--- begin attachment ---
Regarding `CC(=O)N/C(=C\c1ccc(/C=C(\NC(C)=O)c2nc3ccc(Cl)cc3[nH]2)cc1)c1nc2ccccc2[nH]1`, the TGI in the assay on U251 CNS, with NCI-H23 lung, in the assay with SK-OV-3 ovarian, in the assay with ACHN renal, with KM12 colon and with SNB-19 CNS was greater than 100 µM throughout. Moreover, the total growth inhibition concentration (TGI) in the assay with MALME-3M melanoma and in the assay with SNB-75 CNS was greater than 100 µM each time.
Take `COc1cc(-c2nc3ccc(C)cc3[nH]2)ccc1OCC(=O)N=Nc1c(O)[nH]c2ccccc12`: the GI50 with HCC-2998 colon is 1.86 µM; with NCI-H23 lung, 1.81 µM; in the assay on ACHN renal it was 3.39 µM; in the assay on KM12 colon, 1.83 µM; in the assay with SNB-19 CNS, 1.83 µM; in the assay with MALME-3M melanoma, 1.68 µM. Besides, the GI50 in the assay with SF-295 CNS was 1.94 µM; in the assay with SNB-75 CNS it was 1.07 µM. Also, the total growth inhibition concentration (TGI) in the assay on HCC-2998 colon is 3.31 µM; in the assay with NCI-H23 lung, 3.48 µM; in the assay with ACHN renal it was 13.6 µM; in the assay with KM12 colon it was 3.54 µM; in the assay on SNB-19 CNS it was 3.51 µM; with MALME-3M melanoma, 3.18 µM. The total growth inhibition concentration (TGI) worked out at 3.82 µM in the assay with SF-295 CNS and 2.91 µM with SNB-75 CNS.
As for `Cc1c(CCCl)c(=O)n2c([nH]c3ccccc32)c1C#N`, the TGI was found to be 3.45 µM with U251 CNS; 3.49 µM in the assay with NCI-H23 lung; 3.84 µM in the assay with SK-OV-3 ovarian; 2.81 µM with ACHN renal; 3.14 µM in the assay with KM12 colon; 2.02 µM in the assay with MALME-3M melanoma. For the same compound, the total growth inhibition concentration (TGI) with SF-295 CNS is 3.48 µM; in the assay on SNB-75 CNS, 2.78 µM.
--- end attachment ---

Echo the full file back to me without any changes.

Regarding `CC(=O)N/C(=C\c1ccc(/C=C(\NC(C)=O)c2nc3ccc(Cl)cc3[nH]2)cc1)c1nc2ccccc2[nH]1`, the TGI in the assay on U251 CNS, with NCI-H23 lung, in the assay with SK-OV-3 ovarian, in the assay with ACHN renal, with KM12 colon and with SNB-19 CNS was greater than 100 µM throughout. Moreover, the total growth inhibition concentration (TGI) in the assay with MALME-3M melanoma and in the assay with SNB-75 CNS was greater than 100 µM each time.
Take `COc1cc(-c2nc3ccc(C)cc3[nH]2)ccc1OCC(=O)N=Nc1c(O)[nH]c2ccccc12`: the GI50 with HCC-2998 colon is 1.86 µM; with NCI-H23 lung, 1.81 µM; in the assay on ACHN renal it was 3.39 µM; in the assay on KM12 colon, 1.83 µM; in the assay with SNB-19 CNS, 1.83 µM; in the assay with MALME-3M melanoma, 1.68 µM. Besides, the GI50 in the assay with SF-295 CNS was 1.94 µM; in the assay with SNB-75 CNS it was 1.07 µM. Also, the total growth inhibition concentration (TGI) in the assay on HCC-2998 colon is 3.31 µM; in the assay with NCI-H23 lung, 3.48 µM; in the assay with ACHN renal it was 13.6 µM; in the assay with KM12 colon it was 3.54 µM; in the assay on SNB-19 CNS it was 3.51 µM; with MALME-3M melanoma, 3.18 µM. The total growth inhibition concentration (TGI) worked out at 3.82 µM in the assay with SF-295 CNS and 2.91 µM with SNB-75 CNS.
As for `Cc1c(CCCl)c(=O)n2c([nH]c3ccccc32)c1C#N`, the TGI was found to be 3.45 µM with U251 CNS; 3.49 µM in the assay with NCI-H23 lung; 3.84 µM in the assay with SK-OV-3 ovarian; 2.81 µM with ACHN renal; 3.14 µM in the assay with KM12 colon; 2.02 µM in the assay with MALME-3M melanoma. For the same compound, the total growth inhibition concentration (TGI) with SF-295 CNS is 3.48 µM; in the assay on SNB-75 CNS, 2.78 µM.